They need to be very careful with this. Much as the impurities factor they've mentioned is correct what they see is not what the kids see. They see death everywhere. The kids see parties, fun, & hugs everywhere. For example: There were ~30 deaths from Ecstasy last year ( approx 650,000 used. 0.0046% died ), and ~40,000 from alcohol ( approx 35m used. 0.11% died ) in the same year. Alcohol ( including when it is mixed with cocaine ) is usually what causes punch-ups in the City Centre ( due to how it induces violence AND paranoia ). Ecstasy is the opposite in the moods it creates, and just makes you all huggy and loved up. Get the message wrong and the kids will just see you as crazy ( and as such ignore you ). Buying street drugs IS a sometimes-fatal lottery, but the last thing you need is kids ignoring the experts and going it alone. christhegoth
  • Score: -3

9:27pm Sat 8 Mar 14

christhegoth says...

My own personal viewpoint is a touch controversial:

Because of the impurities you need to educate kids on how to survive a 'bad one' in the same way you teach them how to survive alcohol poisoning. I genuinely do not believe you'll stop kids taking drugs. But if you can get them to shop smarter and also look after themselves better ( I used to carry a thermal blanket like the ones used by marathon runners, for example ) hopefully fewer people will come in injured ( or, heaven-forbid, dead ).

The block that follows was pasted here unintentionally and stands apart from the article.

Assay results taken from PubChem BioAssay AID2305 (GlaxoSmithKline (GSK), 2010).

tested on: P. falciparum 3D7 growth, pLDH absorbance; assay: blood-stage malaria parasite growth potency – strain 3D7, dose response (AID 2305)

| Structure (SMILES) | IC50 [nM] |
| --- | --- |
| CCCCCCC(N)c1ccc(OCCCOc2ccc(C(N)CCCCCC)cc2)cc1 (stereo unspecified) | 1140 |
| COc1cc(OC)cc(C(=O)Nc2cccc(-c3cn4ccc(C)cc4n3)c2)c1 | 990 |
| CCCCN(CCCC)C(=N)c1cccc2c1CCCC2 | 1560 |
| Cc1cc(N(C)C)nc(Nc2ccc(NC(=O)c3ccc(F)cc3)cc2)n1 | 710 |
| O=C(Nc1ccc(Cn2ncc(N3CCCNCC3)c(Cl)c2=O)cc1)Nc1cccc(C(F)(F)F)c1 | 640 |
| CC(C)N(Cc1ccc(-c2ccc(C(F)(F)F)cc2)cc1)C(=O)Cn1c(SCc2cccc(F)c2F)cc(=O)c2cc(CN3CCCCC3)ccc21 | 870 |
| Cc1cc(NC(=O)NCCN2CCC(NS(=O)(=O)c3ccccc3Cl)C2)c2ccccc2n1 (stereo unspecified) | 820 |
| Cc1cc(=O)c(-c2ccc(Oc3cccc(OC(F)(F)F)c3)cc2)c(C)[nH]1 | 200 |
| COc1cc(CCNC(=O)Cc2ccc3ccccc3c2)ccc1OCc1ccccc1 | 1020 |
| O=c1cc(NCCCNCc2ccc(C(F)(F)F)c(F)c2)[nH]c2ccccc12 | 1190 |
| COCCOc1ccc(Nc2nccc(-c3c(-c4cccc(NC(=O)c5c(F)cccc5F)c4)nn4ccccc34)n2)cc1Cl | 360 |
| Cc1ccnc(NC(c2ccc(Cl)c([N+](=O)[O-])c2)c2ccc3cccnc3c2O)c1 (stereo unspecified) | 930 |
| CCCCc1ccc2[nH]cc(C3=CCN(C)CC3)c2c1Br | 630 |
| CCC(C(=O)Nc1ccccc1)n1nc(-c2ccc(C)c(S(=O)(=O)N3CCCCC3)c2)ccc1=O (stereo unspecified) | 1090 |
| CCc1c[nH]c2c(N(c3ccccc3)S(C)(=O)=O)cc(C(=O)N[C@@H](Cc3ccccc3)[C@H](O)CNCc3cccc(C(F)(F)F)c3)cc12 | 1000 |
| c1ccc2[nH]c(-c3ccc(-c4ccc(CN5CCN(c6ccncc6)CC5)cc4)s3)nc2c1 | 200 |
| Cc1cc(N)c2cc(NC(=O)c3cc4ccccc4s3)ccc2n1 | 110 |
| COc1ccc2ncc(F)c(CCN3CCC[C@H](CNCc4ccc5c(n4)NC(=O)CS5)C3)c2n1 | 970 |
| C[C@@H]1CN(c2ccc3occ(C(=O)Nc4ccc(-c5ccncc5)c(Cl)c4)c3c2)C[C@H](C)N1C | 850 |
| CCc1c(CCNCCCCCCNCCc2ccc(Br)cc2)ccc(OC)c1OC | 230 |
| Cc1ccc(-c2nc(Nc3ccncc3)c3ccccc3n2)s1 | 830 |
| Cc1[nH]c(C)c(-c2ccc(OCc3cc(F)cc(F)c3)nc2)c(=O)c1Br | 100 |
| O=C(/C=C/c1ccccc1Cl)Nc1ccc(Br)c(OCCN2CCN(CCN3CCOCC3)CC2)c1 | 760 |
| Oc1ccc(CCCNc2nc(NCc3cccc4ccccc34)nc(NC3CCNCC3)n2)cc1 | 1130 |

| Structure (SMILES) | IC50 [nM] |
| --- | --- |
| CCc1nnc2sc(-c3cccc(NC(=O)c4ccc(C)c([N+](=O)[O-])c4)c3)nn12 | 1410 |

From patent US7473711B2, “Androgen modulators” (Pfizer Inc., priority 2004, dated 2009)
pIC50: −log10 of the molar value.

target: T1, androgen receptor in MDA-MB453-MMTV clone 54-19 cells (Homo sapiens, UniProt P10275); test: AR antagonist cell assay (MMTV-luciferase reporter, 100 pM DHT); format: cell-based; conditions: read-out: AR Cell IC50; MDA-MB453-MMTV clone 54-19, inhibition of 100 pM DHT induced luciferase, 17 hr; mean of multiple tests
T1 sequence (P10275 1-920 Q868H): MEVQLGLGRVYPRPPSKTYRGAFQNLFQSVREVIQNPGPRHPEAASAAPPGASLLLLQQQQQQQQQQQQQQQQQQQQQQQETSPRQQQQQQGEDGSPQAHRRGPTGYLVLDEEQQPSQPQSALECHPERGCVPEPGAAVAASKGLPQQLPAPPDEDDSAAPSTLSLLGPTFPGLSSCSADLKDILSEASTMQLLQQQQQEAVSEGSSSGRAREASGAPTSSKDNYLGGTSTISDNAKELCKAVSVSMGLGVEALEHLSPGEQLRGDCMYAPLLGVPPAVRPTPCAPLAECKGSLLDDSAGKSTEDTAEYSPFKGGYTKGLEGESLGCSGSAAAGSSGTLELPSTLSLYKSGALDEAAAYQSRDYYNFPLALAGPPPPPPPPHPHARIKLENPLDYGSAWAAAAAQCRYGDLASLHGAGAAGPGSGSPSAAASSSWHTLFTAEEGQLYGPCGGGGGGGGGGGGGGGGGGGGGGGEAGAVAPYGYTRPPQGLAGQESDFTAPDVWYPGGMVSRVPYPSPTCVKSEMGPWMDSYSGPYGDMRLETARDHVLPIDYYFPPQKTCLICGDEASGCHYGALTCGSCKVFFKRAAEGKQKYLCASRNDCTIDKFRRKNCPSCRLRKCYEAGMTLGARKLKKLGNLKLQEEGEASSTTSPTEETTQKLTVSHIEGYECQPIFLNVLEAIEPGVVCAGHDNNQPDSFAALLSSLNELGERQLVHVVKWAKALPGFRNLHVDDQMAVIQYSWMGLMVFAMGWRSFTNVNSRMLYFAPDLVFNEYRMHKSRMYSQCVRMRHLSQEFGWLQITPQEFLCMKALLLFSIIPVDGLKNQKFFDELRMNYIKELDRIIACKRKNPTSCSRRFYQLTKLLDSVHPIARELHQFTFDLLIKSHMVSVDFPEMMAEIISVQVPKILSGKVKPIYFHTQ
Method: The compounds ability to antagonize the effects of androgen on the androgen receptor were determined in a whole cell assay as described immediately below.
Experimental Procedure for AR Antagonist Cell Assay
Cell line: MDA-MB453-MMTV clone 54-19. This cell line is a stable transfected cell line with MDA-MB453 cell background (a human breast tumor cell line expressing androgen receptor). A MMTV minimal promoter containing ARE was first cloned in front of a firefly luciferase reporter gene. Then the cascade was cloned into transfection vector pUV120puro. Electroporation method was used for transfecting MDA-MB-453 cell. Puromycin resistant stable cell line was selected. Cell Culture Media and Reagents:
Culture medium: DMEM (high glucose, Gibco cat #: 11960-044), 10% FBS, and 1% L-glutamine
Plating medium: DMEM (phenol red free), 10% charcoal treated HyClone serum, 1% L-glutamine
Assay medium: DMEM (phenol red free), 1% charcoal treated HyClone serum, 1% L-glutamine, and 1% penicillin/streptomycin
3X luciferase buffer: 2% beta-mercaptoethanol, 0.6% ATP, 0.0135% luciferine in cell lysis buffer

'Hey kids, don't take drugs' is reliably ignored. It always has been. For the reasons stated in my first comment. The parents just look crazy to the kids.

One of the major sources of injury is not the drugs as well. It's the violence that comes from interacting with, now better armed, drug dealers. Cross a drug dealer and you could end up with a major case of PTSD ( Post Traumatic Stress Disorder ).
My own personal viewpoint is a touch controversial: Because of the impurities you need to educate kids on how to survive a 'bad one' in the same way you teach them how to survive alcohol poisoning. I genuinely do not believe you'll stop kids taking drugs. But if you can get them to shop smarter and also look after themselves better ( I used to carry a thermal blanket like the ones used by marathon runners, for example ) hopefully fewer people will come in injured ( or, heaven-forbid, dead ). 'Hey kids, don't take drugs' is reliably ignored. It always has been. For the reasons stated in my first comment. The parents just look crazy to the kids. One of the major sources of injury is not the drugs as well. It's the violence that comes from interacting with, now better armed, drug dealers. Cross a drug dealer and you could end up with a major case of PTSD ( Post Traumatic Stress Disorder ). christhegoth
  • Score: -2